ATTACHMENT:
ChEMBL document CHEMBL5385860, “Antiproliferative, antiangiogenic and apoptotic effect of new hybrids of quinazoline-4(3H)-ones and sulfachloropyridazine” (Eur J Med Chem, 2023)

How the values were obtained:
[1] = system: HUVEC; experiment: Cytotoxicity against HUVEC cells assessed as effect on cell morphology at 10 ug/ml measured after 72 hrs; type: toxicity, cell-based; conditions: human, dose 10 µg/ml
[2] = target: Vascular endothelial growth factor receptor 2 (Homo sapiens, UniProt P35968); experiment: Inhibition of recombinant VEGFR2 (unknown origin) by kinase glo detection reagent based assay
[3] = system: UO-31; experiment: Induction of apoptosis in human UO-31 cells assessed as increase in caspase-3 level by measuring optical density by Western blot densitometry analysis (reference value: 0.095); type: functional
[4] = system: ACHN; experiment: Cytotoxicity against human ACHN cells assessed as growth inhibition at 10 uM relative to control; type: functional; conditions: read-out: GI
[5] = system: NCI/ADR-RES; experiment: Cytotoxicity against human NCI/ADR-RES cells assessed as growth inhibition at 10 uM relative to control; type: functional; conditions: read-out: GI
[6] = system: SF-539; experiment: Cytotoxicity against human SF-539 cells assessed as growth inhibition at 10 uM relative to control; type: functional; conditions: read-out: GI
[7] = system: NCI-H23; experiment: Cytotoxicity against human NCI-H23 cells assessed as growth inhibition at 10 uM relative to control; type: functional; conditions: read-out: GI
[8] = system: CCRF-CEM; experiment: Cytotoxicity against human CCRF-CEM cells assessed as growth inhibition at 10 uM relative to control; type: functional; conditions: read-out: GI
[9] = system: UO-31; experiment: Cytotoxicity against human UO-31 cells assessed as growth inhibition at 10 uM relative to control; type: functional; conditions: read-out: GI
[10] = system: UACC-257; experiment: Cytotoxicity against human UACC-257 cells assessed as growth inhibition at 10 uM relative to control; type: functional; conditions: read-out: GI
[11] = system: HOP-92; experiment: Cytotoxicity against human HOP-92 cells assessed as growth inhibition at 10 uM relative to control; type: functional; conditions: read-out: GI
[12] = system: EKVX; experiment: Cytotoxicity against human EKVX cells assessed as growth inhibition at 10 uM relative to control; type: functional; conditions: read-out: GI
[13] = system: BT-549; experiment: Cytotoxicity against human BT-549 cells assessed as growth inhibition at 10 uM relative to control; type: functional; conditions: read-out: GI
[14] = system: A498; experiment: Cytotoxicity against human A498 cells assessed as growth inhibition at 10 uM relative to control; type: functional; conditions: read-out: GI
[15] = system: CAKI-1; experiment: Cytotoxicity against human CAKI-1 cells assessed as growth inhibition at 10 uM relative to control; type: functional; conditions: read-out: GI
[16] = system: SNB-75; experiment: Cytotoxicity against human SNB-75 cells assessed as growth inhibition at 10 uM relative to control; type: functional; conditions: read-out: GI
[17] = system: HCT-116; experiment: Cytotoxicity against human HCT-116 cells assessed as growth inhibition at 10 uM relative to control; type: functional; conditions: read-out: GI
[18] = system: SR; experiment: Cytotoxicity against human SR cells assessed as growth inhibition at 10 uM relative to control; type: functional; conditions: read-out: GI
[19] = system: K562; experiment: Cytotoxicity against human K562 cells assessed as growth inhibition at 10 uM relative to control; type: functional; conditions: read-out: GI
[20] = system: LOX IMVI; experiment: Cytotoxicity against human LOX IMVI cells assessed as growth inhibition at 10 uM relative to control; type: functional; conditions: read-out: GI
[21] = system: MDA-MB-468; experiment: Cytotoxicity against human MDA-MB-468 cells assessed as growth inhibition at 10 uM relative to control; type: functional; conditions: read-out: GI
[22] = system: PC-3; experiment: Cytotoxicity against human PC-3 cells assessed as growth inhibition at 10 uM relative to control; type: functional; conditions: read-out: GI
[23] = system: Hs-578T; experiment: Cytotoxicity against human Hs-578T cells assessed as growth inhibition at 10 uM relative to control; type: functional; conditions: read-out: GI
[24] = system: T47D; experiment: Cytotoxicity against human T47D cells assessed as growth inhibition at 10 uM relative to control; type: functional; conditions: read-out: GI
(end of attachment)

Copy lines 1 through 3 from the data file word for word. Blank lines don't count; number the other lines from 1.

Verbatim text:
ChEMBL document CHEMBL5385860, “Antiproliferative, antiangiogenic and apoptotic effect of new hybrids of quinazoline-4(3H)-ones and sulfachloropyridazine” (Eur J Med Chem, 2023)

How the values were obtained:
[1] = system: HUVEC; experiment: Cytotoxicity against HUVEC cells assessed as effect on cell morphology at 10 ug/ml measured after 72 hrs; type: toxicity, cell-based; conditions: human, dose 10 µg/ml